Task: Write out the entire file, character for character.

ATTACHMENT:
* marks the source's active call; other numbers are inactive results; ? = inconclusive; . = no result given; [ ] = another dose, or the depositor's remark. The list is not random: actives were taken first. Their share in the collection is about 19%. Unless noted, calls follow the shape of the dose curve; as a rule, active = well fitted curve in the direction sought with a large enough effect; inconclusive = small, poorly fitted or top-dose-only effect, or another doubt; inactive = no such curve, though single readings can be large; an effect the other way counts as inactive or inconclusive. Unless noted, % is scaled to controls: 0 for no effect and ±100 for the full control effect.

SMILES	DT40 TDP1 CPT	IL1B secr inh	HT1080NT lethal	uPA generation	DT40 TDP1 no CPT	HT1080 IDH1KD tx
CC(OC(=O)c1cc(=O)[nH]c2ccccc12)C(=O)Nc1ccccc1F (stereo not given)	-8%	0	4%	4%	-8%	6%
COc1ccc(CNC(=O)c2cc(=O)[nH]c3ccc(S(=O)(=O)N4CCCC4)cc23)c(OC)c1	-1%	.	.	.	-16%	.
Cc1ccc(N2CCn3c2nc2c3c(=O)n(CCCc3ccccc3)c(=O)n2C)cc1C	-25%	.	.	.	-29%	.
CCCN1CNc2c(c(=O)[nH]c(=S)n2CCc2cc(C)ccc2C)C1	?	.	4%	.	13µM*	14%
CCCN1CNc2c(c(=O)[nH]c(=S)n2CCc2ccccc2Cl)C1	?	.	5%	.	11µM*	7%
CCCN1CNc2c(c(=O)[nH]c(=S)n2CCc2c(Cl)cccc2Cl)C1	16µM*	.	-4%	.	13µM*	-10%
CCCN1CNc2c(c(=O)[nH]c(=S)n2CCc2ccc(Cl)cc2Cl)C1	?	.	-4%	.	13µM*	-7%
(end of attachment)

* marks the source's active call; other numbers are inactive results; ? = inconclusive; . = no result given; [ ] = another dose, or the depositor's remark. The list is not random: actives were taken first. Their share in the collection is about 19%. Unless noted, calls follow the shape of the dose curve; as a rule, active = well fitted curve in the direction sought with a large enough effect; inconclusive = small, poorly fitted or top-dose-only effect, or another doubt; inactive = no such curve, though single readings can be large; an effect the other way counts as inactive or inconclusive. Unless noted, % is scaled to controls: 0 for no effect and ±100 for the full control effect.

SMILES	DT40 TDP1 CPT	IL1B secr inh	HT1080NT lethal	uPA generation	DT40 TDP1 no CPT	HT1080 IDH1KD tx
CC(OC(=O)c1cc(=O)[nH]c2ccccc12)C(=O)Nc1ccccc1F (stereo not given)	-8%	0	4%	4%	-8%	6%
COc1ccc(CNC(=O)c2cc(=O)[nH]c3ccc(S(=O)(=O)N4CCCC4)cc23)c(OC)c1	-1%	.	.	.	-16%	.
Cc1ccc(N2CCn3c2nc2c3c(=O)n(CCCc3ccccc3)c(=O)n2C)cc1C	-25%	.	.	.	-29%	.
CCCN1CNc2c(c(=O)[nH]c(=S)n2CCc2cc(C)ccc2C)C1	?	.	4%	.	13µM*	14%
CCCN1CNc2c(c(=O)[nH]c(=S)n2CCc2ccccc2Cl)C1	?	.	5%	.	11µM*	7%
CCCN1CNc2c(c(=O)[nH]c(=S)n2CCc2c(Cl)cccc2Cl)C1	16µM*	.	-4%	.	13µM*	-10%
CCCN1CNc2c(c(=O)[nH]c(=S)n2CCc2ccc(Cl)cc2Cl)C1	?	.	-4%	.	13µM*	-7%